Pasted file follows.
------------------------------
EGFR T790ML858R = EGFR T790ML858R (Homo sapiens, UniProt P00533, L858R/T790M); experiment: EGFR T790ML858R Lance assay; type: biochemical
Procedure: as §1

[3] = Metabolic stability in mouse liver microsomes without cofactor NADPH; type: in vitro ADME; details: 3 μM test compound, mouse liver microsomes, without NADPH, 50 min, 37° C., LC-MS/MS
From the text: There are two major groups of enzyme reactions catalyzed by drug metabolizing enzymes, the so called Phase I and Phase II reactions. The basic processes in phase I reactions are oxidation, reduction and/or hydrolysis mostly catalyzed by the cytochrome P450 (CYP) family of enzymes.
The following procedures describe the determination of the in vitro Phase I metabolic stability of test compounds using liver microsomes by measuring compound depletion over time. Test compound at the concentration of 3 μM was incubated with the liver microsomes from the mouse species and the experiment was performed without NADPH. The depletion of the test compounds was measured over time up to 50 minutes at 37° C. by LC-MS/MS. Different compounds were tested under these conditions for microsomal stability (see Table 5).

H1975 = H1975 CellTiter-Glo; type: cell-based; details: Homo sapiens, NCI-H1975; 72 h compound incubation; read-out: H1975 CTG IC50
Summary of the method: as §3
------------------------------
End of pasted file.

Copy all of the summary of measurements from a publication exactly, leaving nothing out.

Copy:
EGFR T790ML858R = EGFR T790ML858R (Homo sapiens, UniProt P00533, L858R/T790M); experiment: EGFR T790ML858R Lance assay; type: biochemical
Procedure: as §1

[3] = Metabolic stability in mouse liver microsomes without cofactor NADPH; type: in vitro ADME; details: 3 μM test compound, mouse liver microsomes, without NADPH, 50 min, 37° C., LC-MS/MS
From the text: There are two major groups of enzyme reactions catalyzed by drug metabolizing enzymes, the so called Phase I and Phase II reactions. The basic processes in phase I reactions are oxidation, reduction and/or hydrolysis mostly catalyzed by the cytochrome P450 (CYP) family of enzymes.
The following procedures describe the determination of the in vitro Phase I metabolic stability of test compounds using liver microsomes by measuring compound depletion over time. Test compound at the concentration of 3 μM was incubated with the liver microsomes from the mouse species and the experiment was performed without NADPH. The depletion of the test compounds was measured over time up to 50 minutes at 37° C. by LC-MS/MS. Different compounds were tested under these conditions for microsomal stability (see Table 5).

H1975 = H1975 CellTiter-Glo; type: cell-based; details: Homo sapiens, NCI-H1975; 72 h compound incubation; read-out: H1975 CTG IC50
Summary of the method: as §3